Virology and Immunology

Virology and Immunology

The Department of Virology and Immunology develops vaccines and therapeutics against viral pathogens, and determines how viruses replicate and spread through basic and applied research.

To defeat viruses that cause AIDS, hepatitis, herpes, hemorrhagic fevers, and a host of other illnesses, scientists in the Department of Virology and Immunology try to attack viruses on two different fronts. First, they examine how viruses replicate and propagate so as to identify their Achilles’ heel. Second, they study how the immune system recognizes a virus and how best to stimulate immune response to clear viral infections. With this knowledge, scientists hope to develop new drug therapies to treat viral infections, as well as vaccines to prevent those infections in the first place.

Giving Texas Biomed virologists advantages in their life-saving quest are two of the Institute’s unique resources. The department’s state-of-the-art facilities include the nation’s only privately owned biosafety level four (BSL-4) maximum containment laboratory. This facility – which has proven especially beneficial in support of the nation’s biodefense efforts – allows Institute scientists to safely study lethal pathogens for which there currently is no known treatment or cure. 

Also extremely valuable are the nonhuman primates housed at the Institute. These animals offer the most effective models for human infectious disease, as well as for the evaluation of therapeutic drugs and vaccines against viral agents.

Overviews

Ebola Research: Role of V&I at Texas Biomed

The viral genus Ebola virus or Ebola is the causitive agent of Ebola hemorrhagic fever. The research being conducted by Texas Biomed scientists, in the maximum containment Biosafety Level 4 (BSL-4) laboratory focuses on developing better detection, prevention and treatment of Ebola. There is currently no vaccine available for Ebola, though a number of potentially promising vaccines are currently being tested in our laboratories.

Hemorrhagic Fever Viruses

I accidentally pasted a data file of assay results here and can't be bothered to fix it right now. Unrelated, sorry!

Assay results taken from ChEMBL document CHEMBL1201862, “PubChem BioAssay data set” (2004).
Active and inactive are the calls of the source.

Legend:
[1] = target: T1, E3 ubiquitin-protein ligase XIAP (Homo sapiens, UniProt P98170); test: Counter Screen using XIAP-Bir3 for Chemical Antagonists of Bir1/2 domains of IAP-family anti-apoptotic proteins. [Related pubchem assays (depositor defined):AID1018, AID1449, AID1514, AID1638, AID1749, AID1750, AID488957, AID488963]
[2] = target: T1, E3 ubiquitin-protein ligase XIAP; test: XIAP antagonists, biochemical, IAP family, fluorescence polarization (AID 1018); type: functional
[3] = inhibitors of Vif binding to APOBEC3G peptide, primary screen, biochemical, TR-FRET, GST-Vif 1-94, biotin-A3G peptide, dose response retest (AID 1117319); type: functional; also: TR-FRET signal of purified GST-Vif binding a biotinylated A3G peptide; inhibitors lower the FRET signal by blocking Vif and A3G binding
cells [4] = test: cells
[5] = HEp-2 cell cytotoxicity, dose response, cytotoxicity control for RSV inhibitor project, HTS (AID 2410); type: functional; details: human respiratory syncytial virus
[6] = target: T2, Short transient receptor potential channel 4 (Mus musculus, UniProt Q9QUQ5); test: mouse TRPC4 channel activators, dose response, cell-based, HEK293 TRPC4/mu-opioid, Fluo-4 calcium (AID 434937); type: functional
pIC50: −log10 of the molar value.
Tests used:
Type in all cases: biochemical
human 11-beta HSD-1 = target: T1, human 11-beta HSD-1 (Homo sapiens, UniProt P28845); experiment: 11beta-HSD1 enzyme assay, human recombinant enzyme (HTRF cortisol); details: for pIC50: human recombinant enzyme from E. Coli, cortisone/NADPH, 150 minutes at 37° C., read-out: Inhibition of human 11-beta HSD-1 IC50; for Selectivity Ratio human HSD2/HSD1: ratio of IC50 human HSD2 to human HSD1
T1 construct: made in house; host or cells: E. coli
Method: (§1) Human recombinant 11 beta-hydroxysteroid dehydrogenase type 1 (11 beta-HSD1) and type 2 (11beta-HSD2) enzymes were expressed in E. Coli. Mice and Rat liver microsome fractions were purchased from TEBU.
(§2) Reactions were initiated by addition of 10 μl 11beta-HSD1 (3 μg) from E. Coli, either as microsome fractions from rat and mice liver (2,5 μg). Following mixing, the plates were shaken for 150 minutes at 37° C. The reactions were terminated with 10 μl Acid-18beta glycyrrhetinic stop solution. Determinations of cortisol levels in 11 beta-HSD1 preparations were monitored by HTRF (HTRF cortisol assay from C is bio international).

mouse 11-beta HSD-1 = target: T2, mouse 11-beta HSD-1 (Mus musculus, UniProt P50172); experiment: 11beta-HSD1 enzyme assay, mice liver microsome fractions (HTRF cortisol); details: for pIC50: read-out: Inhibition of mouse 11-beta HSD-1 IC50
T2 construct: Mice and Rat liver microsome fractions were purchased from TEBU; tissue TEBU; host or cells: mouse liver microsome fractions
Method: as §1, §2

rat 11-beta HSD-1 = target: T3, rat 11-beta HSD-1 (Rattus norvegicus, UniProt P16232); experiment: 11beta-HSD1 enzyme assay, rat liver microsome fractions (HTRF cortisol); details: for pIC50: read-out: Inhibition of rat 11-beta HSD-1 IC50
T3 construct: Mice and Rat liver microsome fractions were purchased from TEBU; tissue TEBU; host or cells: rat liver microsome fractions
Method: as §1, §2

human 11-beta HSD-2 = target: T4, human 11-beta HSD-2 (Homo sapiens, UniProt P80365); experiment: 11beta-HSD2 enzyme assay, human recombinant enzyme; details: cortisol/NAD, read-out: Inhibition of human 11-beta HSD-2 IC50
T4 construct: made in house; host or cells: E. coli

Hemorrhagic fever viruses are caused by four distinct families which include arenaviruses and filoviruses for which there is no cure or established drug treatment.  

Hepatitis Research Program

The prevalence of chronic hepatitis C virus (HCV) infection is estimated at 3 percent worldwide and at more than 2 percent in the United States.

Retroviruses and AIDS

Despite progress made in the fight against AIDS, the World Health Organization still estimates that this devastating disease will take the lives of nearly 68 million people over the next 20 years.

Select Agent Program

Ebola. Lassa fever. SARS. If scientists are going to develop vaccines or therapies to successfully treat these diseases, they need the safest laboratory in the world in which to study them.

Projects

Affymetrix Microarray-Gene Expression Analyses

Intrahepatic Gene Expression During HCV Infection in Chimpanzees

Early events in HIV/SIV transmission

The SIV/macaque model for mucosal SIV transmission to investigate the early events of HIV/SIV infection.

GBV-B: A Surrogate System for Hepatitis C Infection

The chimpanzee is the only animal other than man that is susceptible to HCV infection.

Hepatitis B Virus Research Program

Hepatitis B virus (HBV) infections represent a major worldwide health problem due to the predilection of this virus to cause lifelong chronic infections; 10% of infected adults and 95% of infected newborns become chronic carriers.

Hepatitis C Virus Research

This research program is a component of one of the four national Hepatitis C Cooperative Centers, The Southeastern Hepatitis C Cooperative Center, which also includes components at University of Texas Medical Branch in Galveston and John Hopkins School of Medicine.

HIV/TB Co-infection

We are developing a neonatal macaque model to study the immunopathogenesis of HIV/tuberculosis (TB) coinfection.

New approaches to an effective HIV vaccine

This project uses an alternative approach to deliver a vaccine to mucosal sites and elicit protective mucosal responses that use epithelial stem cells as a permanent source of viral antigen and their differentiated offspring as antigen-producing presenting cells.

Pediatric AIDS

Our laboratory is investigating the early virus-specific T cell responses in macaques infected with a pathogenic or non-pathogenic strain of simian immunodeficiency virus (SIV)(an HIV laboratory surrogate).

Simian Immunodeficiency Virus

The AIDS epidemic has spread to over 40 million people worldwide during the last 20 years, yet we are still learning how HIV causes AIDS in humans.

Targeting T Cell Subset for HIV/SIV Treatment

Are γδT Cells HIV/SIV Reservoirs and Targets for HIV Treatment Strategies?

WMHBV: Small Primate Model for Hepatitis B Virus

Hepatitis B virus (HBV) infections represent a major worldwide health problem due to the predilection of this virus to cause lifelong chronic infections; 10% of infected adults and 95% of infected newborns become chronic carriers.

Resources

Biosafety Level-4 Laboratory

A special advantage in their life-saving quest of the Department of Virology and Immunology’s state-of-the-art facilities include the nation’s only privately owned biosafety level four (BSL-4) maximum containment laboratory.